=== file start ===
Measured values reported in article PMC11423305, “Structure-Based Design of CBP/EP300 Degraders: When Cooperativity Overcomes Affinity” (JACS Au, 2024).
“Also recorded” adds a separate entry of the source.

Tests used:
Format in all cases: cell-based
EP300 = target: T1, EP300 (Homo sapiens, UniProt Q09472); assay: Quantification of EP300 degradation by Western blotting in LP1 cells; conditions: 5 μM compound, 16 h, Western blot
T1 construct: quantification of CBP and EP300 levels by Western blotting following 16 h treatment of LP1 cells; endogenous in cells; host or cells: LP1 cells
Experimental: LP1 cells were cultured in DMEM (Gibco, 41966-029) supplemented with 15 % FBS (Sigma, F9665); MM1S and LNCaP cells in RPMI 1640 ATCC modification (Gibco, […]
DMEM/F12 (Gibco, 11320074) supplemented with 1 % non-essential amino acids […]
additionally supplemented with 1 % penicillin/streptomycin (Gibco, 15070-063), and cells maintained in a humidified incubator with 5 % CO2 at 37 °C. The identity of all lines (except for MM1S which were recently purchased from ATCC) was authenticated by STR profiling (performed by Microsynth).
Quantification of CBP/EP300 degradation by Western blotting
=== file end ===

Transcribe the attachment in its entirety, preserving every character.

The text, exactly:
Measured values reported in article PMC11423305, “Structure-Based Design of CBP/EP300 Degraders: When Cooperativity Overcomes Affinity” (JACS Au, 2024).
“Also recorded” adds a separate entry of the source.

Tests used:
Format in all cases: cell-based
EP300 = target: T1, EP300 (Homo sapiens, UniProt Q09472); assay: Quantification of EP300 degradation by Western blotting in LP1 cells; conditions: 5 μM compound, 16 h, Western blot
T1 construct: quantification of CBP and EP300 levels by Western blotting following 16 h treatment of LP1 cells; endogenous in cells; host or cells: LP1 cells
Experimental: LP1 cells were cultured in DMEM (Gibco, 41966-029) supplemented with 15 % FBS (Sigma, F9665); MM1S and LNCaP cells in RPMI 1640 ATCC modification (Gibco, […]
DMEM/F12 (Gibco, 11320074) supplemented with 1 % non-essential amino acids […]
additionally supplemented with 1 % penicillin/streptomycin (Gibco, 15070-063), and cells maintained in a humidified incubator with 5 % CO2 at 37 °C. The identity of all lines (except for MM1S which were recently purchased from ATCC) was authenticated by STR profiling (performed by Microsynth).
Quantification of CBP/EP300 degradation by Western blotting